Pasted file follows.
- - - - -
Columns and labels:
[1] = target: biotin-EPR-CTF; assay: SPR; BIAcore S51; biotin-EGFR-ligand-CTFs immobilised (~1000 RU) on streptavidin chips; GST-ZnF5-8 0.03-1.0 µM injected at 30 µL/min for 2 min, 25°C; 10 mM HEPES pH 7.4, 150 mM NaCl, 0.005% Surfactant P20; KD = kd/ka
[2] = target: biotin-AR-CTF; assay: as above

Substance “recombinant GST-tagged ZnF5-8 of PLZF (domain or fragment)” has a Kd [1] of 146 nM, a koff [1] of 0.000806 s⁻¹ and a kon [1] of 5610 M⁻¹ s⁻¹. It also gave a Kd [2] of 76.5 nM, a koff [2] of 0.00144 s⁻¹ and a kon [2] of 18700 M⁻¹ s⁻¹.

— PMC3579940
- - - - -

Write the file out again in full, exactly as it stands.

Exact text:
Columns and labels:
[1] = target: biotin-EPR-CTF; assay: SPR; BIAcore S51; biotin-EGFR-ligand-CTFs immobilised (~1000 RU) on streptavidin chips; GST-ZnF5-8 0.03-1.0 µM injected at 30 µL/min for 2 min, 25°C; 10 mM HEPES pH 7.4, 150 mM NaCl, 0.005% Surfactant P20; KD = kd/ka
[2] = target: biotin-AR-CTF; assay: as above

Substance “recombinant GST-tagged ZnF5-8 of PLZF (domain or fragment)” has a Kd [1] of 146 nM, a koff [1] of 0.000806 s⁻¹ and a kon [1] of 5610 M⁻¹ s⁻¹. It also gave a Kd [2] of 76.5 nM, a koff [2] of 0.00144 s⁻¹ and a kon [2] of 18700 M⁻¹ s⁻¹.

— PMC3579940